Climate goals at Paris talks should involve RFS — industry

Source: Tiffany Stecker, E&E reporter • Posted: Monday, November 9, 2015

The Renewable Fuels Association is calling on U.S. climate negotiators to include biofuels in plans to reduce global warming gases at a major U.N. conference in Paris in December.

The pro-ethanol trade group criticized the United States yesterday for leaving out biofuels in its intended nationally determined contribution — a pledge for cutting carbon emissions over a certain timeline. The United States has committed to cut emissions between 26 and 28 percent below 2005 levels by 2025 through policies like U.S. EPA’s Clean Power Plan.

Though other countries have included biofuels in their plans to reduce emissions, the United States does not rely on biofuel policy, namely the renewable fuel standard to increase production to 36 billion gallons by 2022, to reach its climate goals.

“As nations around the world are following the U.S. lead on biofuels policy, the INDC submission from the United States itself does not identify the RFS as a component of planned post-2020 U.S. climate actions, nor does it mention biofuels as a key catalyst of the GHG reductions observed over the past decade,” the report states. “In fact, the terms ‘RFS’ and ‘biofuels’ don’t even appear in the U.S. submission.”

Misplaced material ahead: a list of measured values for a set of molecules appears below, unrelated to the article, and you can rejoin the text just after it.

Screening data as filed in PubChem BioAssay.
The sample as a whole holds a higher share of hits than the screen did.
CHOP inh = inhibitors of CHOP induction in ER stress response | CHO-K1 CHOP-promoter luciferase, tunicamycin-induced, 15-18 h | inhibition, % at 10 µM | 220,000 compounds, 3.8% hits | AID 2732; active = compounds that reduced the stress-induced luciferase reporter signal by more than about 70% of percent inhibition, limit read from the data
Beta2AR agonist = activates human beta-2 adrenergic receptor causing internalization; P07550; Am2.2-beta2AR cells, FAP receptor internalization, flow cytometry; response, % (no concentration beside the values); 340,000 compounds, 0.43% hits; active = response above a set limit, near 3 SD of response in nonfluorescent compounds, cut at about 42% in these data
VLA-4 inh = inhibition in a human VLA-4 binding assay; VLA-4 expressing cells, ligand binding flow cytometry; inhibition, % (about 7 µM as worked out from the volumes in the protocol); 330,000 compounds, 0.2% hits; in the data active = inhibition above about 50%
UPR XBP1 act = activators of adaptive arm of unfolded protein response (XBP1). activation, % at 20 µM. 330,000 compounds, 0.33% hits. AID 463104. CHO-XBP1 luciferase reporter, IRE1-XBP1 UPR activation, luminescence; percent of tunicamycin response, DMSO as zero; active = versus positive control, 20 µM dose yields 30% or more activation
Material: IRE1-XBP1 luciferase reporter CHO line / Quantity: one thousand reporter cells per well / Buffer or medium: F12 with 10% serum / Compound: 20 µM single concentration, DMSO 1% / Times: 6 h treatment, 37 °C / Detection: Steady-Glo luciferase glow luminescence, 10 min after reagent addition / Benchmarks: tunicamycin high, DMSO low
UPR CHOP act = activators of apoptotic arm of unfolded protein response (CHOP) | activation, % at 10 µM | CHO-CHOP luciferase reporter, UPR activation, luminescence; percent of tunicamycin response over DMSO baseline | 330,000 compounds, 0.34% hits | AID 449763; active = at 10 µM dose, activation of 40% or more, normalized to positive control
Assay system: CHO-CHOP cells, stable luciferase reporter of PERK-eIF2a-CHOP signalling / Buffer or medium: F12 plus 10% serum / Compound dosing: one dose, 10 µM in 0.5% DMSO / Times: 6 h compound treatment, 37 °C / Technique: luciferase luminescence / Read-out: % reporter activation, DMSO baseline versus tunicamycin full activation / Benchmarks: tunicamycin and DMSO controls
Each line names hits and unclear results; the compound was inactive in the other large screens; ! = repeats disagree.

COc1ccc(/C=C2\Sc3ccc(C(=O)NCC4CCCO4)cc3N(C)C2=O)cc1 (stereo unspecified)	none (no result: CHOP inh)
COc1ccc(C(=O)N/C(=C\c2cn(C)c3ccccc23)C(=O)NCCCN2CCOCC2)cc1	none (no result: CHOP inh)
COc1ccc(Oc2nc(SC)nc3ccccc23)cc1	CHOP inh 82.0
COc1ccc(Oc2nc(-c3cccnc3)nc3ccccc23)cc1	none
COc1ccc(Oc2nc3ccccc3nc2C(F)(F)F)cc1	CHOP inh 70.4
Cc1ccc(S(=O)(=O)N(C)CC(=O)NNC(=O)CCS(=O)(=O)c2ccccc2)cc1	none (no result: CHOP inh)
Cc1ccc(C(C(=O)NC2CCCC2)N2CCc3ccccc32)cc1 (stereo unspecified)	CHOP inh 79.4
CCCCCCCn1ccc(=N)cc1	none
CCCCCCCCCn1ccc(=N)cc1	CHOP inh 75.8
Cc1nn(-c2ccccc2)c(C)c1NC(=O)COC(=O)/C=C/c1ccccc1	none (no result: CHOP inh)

RFA lists 28 countries that include an increase in biofuel use in their submissions to the U.N. Framework Convention on Climate Change.

“While other countries — from Brazil to India to Uruguay — will proudly promote the achievements of their biofuels industries and pledge to redouble efforts to expand biofuels at COP21, the United States appears poised to ignore the most successful U.S. climate-energy policy ever enacted,” the analysis states.

The debate over the carbon-cutting benefits of biofuels, particularly first-generation ethanol, has intensified in the weeks before the U.N. conference, which will begin Nov. 30. Opponents of the corn-based fuel have resurrected studies from the last several years, some of which find ethanol to lead to greater carbon emissions over time than fossil fuels (Greenwire, Oct. 20).

Nov. 30 also marks EPA’s deadline to finalize the annual biofuel volume requirements for 2014, 2015 and 2016, as well as the biodiesel mandate for 2017. EPA’s proposed rule called for year-over-year increases in biofuel mandates but would set lower requirements for refiners than Congress laid out in the 2007 law that created the program (Greenwire, June 3).

Click here to read the report.